By Patrick Brantlinger, William Thesing
The significant other to the Victorian Novel offers contextual and demanding information regarding the whole variety of British fiction released among 1837 and 1901.
- Provides contextual and important information regarding the total diversity of British fiction released through the Victorian interval.
- Explains concerns equivalent to Victorian religions, category constitution, and Darwinism to those that are strange with them.
- Comprises unique, obtainable chapters written by way of popular and rising students within the box of Victorian experiences.
- Ideal for college students and researchers looking up to date assurance of contexts and tendencies, or as a kick off point for a survey course.
Read or Download A Companion to the Victorian Novel PDF
Similar english literature books
Iris Murdoch has lengthy been often called some of the most deeply insightful and morally passionate novelists of our time. This realization has usually eclipsed Murdoch's refined and influential paintings as a thinker, which has had a wide-ranging impression on thinkers in ethical philosophy in addition to non secular ethics and political thought.
During this leading edge research, Diane Purkiss illuminates the function of gender within the English Civil warfare by way of targeting rules of masculinity, instead of at the function of girls, which has hitherto got extra realization. Historians have tended to emphasize a version of human motion within the Civil conflict in accordance with the assumption of the human self as rational animal.
This publication strains the intimate connections among Britain and China during the 19th century and argues for China's vital effect at the British visible mind's eye. Chang brings jointly an strange crew of basic assets to enquire how nineteenth-century Britons checked out and represented chinese language humans, areas, and issues, and the way, within the approach, ethnographic, geographic, and aesthetic representations of China formed British writers' and artists' imaginative and prescient in their personal lives and studies.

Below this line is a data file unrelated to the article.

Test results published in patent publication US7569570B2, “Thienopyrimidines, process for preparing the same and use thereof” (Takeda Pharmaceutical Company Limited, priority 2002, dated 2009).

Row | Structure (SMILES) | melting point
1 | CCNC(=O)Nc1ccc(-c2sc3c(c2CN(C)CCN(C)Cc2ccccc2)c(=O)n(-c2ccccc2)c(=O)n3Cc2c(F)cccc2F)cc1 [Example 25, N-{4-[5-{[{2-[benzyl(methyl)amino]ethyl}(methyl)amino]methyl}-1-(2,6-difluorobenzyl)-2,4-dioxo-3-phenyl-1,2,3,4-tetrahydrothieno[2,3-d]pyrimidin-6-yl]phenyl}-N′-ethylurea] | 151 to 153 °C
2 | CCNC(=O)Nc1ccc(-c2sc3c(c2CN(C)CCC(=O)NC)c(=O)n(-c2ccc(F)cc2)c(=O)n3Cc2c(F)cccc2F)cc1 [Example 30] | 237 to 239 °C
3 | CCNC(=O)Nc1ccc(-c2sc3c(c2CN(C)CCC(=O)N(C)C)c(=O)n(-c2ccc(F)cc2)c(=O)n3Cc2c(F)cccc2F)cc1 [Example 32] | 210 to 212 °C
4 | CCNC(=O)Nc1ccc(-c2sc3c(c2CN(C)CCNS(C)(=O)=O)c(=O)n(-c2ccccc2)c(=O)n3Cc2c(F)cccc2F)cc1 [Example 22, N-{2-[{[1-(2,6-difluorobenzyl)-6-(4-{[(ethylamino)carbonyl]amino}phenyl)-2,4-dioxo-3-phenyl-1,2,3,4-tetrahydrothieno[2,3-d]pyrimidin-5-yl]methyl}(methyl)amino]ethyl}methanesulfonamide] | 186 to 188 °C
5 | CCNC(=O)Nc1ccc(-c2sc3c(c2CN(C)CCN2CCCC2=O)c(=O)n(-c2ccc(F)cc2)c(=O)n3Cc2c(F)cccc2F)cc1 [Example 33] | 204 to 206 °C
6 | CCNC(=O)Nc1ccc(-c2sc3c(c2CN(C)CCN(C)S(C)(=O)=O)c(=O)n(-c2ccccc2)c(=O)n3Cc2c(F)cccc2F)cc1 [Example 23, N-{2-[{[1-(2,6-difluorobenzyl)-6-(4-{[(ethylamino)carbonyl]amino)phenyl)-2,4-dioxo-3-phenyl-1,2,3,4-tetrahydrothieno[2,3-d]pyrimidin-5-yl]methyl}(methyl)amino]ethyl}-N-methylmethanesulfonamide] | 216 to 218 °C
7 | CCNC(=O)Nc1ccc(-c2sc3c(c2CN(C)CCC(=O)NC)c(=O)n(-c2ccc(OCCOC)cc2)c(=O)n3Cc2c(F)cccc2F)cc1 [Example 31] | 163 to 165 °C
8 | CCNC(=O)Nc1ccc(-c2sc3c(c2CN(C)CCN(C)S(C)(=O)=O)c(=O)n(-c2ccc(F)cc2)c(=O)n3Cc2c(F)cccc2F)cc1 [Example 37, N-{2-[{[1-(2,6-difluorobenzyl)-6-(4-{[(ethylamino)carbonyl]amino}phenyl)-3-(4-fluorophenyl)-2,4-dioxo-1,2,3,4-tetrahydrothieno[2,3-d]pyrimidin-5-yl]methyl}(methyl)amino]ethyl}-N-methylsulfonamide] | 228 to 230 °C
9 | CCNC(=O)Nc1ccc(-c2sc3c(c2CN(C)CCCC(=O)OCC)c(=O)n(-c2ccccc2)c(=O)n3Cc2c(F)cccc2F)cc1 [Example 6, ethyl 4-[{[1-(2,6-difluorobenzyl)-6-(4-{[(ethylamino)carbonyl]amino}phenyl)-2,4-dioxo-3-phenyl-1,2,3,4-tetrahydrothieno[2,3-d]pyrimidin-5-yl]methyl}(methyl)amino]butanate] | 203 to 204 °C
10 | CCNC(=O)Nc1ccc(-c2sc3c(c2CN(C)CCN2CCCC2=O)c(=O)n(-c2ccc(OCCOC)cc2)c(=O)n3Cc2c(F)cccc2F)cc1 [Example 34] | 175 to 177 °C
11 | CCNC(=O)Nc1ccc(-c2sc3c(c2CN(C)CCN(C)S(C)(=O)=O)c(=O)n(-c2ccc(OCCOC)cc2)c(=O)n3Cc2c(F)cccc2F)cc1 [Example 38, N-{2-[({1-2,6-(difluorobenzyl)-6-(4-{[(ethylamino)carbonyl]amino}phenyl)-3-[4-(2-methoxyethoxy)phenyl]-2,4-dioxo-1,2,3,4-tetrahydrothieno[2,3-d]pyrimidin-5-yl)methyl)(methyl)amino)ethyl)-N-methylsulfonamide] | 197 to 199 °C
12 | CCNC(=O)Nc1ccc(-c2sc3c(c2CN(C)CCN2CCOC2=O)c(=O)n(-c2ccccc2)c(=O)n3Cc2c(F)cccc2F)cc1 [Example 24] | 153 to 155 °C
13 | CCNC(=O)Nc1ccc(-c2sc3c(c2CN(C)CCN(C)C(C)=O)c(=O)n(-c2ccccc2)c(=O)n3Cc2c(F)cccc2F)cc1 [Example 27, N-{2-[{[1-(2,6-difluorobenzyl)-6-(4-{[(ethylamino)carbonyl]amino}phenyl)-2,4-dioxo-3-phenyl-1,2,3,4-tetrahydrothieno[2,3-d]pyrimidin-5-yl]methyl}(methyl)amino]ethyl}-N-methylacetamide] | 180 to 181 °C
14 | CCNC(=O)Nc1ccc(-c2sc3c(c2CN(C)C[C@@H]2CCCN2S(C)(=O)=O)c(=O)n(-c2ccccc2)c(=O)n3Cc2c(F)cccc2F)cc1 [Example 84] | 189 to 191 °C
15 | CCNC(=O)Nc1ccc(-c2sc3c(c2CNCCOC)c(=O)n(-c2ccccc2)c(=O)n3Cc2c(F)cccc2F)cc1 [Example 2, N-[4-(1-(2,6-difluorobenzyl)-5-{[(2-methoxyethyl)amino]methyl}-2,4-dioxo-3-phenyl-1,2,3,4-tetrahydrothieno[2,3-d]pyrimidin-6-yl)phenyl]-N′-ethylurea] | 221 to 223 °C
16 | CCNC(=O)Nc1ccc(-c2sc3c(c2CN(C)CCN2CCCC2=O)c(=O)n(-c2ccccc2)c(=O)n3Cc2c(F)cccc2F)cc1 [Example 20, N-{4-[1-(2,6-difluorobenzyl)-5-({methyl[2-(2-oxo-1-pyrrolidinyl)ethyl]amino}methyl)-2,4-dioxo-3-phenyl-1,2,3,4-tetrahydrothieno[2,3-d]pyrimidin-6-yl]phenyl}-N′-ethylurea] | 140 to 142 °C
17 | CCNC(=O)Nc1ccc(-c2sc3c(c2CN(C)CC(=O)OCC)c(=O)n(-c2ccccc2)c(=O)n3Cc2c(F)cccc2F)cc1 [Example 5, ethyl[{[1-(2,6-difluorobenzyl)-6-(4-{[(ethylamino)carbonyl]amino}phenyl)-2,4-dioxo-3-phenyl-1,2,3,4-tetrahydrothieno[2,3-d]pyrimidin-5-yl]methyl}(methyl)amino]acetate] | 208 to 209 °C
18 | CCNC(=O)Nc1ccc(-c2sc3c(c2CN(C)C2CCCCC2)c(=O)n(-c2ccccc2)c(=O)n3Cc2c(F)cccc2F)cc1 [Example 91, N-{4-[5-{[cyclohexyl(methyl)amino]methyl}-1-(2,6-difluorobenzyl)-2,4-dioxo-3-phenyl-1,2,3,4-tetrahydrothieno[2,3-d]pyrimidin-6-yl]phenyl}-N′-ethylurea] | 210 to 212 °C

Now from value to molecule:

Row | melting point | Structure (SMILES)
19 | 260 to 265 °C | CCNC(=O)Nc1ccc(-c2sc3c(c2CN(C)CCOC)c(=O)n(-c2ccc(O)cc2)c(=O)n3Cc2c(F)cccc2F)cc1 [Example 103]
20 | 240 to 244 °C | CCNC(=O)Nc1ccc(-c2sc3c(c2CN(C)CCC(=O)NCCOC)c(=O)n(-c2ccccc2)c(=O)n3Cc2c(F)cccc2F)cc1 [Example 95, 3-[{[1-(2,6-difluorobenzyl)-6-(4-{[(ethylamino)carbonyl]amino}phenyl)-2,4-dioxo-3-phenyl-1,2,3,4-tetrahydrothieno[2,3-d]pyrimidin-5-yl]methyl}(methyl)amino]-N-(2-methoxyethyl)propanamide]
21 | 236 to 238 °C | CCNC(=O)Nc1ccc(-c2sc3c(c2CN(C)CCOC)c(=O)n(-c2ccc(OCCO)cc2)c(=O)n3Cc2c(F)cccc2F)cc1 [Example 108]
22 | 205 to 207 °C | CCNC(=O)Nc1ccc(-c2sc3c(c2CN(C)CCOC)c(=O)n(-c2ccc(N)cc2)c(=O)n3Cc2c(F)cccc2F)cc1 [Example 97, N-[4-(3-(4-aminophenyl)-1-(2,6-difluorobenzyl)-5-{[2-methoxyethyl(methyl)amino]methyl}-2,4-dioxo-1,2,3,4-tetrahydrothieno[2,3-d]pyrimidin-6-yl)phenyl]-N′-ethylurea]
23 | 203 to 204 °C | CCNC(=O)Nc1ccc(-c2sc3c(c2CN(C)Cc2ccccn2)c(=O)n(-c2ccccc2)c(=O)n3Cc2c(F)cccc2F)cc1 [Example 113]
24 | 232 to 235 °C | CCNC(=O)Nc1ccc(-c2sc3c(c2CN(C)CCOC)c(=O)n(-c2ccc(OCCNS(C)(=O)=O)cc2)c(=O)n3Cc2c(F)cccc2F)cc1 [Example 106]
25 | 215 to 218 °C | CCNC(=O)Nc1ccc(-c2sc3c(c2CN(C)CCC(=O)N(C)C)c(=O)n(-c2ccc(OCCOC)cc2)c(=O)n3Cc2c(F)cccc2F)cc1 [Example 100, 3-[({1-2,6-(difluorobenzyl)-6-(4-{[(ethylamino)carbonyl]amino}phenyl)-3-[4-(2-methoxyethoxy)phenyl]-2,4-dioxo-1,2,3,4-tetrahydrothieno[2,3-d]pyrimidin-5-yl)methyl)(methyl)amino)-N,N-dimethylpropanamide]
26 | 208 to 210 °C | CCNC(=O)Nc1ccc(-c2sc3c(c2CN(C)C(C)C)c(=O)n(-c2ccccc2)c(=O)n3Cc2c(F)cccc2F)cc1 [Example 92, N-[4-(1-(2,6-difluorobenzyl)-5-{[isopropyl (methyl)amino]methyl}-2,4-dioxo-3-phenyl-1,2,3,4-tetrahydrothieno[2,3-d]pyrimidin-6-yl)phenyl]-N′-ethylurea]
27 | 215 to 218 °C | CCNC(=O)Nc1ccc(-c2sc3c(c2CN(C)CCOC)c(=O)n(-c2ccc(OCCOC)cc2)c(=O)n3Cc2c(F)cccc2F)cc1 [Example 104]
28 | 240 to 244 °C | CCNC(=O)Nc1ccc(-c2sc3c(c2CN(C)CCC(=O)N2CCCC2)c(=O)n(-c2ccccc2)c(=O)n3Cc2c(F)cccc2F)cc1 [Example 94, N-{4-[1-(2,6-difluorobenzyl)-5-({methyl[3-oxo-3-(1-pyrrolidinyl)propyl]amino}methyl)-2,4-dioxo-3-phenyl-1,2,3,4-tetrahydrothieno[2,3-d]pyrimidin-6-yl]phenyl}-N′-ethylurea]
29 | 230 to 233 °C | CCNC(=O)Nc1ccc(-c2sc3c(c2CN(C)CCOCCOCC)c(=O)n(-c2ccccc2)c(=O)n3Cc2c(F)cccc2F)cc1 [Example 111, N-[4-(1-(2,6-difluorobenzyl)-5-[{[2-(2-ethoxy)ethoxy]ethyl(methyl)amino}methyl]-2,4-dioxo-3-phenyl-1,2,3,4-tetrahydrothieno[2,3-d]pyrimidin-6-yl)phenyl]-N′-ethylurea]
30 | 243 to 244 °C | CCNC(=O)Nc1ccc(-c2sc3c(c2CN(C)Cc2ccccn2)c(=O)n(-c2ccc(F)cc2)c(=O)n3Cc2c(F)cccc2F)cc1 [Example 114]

Delivering unique views from new amd demonstrated Auden critics and others, this quantity brings jointly especially commissioned essays via a few of the world's top specialists at the existence and paintings of W. H. Auden, one of many significant English-speaking poets of the 20 th century. The volume's members contain prize-winning poets, Auden's literary executor and editor, and his newest, greatly acclaimed biographer.
- Thomas Hardy: The Forms of Tragedy
- A History of Victorian Literature
- T.S. Eliot - A Bibliography
- Poetry in the British Isles: Non Metropolitan Perspectives
Additional info for A Companion to the Victorian Novel
Since profits were usually split equally or with the advantage going to the author, this arrangement was theoretically the most fair, yet it was one that many authors mistrusted because of the ease with which a publisher could “pad” accounts. Third was publication on commission, a type of arrangement favored, on the one hand, by established authors certain of success and, on the other, by publishers unwilling to risk money on unknown authors. Such a contract required the author to pay the entire cost of production and promotion; granted the publisher a certain percentage (usually 10 percent) of gross receipts; and guaranteed any remaining profits to the author.
For one, the tendency to publish a single author or even a single novel in many different, often overlapping formats guaranteed that the work of the most popular Victorian authors had a unique kind of omnipresence. From January 1860 to July 1867, for example, readers were offered an installment of one new Trollope novel or another in some form every month, while the movement from serialization to ever-cheaper volume editions meant that both the old and new works of a popular novelist were constantly before the public, giving him “a kind of total and continual existence for the readers of his age” (Sutherland 1976: 37).
As a result, such writers prided themselves on appealing not to the masses, but to those few who could be counted on to share similar backgrounds, experiences, and values – what Edmund Gosse called, in a letter to Hardy, “your own confrères,” “the serious male public” (quoted in McDonald 1997: 7). This hostility toward “the reading multitude” also expressed itself in rebellion against the traditional rules governing fictional propriety and in a conviction that the novelist who followed such rules, like the novelist who wrote for money, would inevitably – as Hardy wrote – “belie his literary conscience” (1967: 130).